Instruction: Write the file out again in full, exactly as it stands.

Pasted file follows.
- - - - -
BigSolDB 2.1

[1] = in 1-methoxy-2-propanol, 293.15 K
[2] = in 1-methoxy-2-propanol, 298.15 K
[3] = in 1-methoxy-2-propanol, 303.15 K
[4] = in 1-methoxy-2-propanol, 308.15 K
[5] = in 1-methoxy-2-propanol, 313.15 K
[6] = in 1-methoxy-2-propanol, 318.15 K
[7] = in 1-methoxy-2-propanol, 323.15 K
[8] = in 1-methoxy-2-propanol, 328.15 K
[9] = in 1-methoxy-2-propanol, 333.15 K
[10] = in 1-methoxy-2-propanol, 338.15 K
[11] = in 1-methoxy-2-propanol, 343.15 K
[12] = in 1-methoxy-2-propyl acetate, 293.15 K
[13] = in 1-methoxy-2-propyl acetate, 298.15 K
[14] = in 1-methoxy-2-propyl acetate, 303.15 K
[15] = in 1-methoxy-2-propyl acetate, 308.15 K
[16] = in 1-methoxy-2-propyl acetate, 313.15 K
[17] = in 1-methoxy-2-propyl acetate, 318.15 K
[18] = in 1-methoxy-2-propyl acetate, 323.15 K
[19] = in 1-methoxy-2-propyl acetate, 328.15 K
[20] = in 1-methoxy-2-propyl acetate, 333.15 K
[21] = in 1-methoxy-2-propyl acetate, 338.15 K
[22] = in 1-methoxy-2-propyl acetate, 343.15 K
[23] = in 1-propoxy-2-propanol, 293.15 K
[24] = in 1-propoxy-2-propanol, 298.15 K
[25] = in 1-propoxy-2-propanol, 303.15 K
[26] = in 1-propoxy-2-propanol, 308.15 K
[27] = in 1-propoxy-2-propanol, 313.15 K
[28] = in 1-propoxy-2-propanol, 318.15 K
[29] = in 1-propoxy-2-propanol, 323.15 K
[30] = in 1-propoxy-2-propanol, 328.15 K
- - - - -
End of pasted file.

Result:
BigSolDB 2.1

[1] = in 1-methoxy-2-propanol, 293.15 K
[2] = in 1-methoxy-2-propanol, 298.15 K
[3] = in 1-methoxy-2-propanol, 303.15 K
[4] = in 1-methoxy-2-propanol, 308.15 K
[5] = in 1-methoxy-2-propanol, 313.15 K
[6] = in 1-methoxy-2-propanol, 318.15 K
[7] = in 1-methoxy-2-propanol, 323.15 K
[8] = in 1-methoxy-2-propanol, 328.15 K
[9] = in 1-methoxy-2-propanol, 333.15 K
[10] = in 1-methoxy-2-propanol, 338.15 K
[11] = in 1-methoxy-2-propanol, 343.15 K
[12] = in 1-methoxy-2-propyl acetate, 293.15 K
[13] = in 1-methoxy-2-propyl acetate, 298.15 K
[14] = in 1-methoxy-2-propyl acetate, 303.15 K
[15] = in 1-methoxy-2-propyl acetate, 308.15 K
[16] = in 1-methoxy-2-propyl acetate, 313.15 K
[17] = in 1-methoxy-2-propyl acetate, 318.15 K
[18] = in 1-methoxy-2-propyl acetate, 323.15 K
[19] = in 1-methoxy-2-propyl acetate, 328.15 K
[20] = in 1-methoxy-2-propyl acetate, 333.15 K
[21] = in 1-methoxy-2-propyl acetate, 338.15 K
[22] = in 1-methoxy-2-propyl acetate, 343.15 K
[23] = in 1-propoxy-2-propanol, 293.15 K
[24] = in 1-propoxy-2-propanol, 298.15 K
[25] = in 1-propoxy-2-propanol, 303.15 K
[26] = in 1-propoxy-2-propanol, 308.15 K
[27] = in 1-propoxy-2-propanol, 313.15 K
[28] = in 1-propoxy-2-propanol, 318.15 K
[29] = in 1-propoxy-2-propanol, 323.15 K
[30] = in 1-propoxy-2-propanol, 328.15 K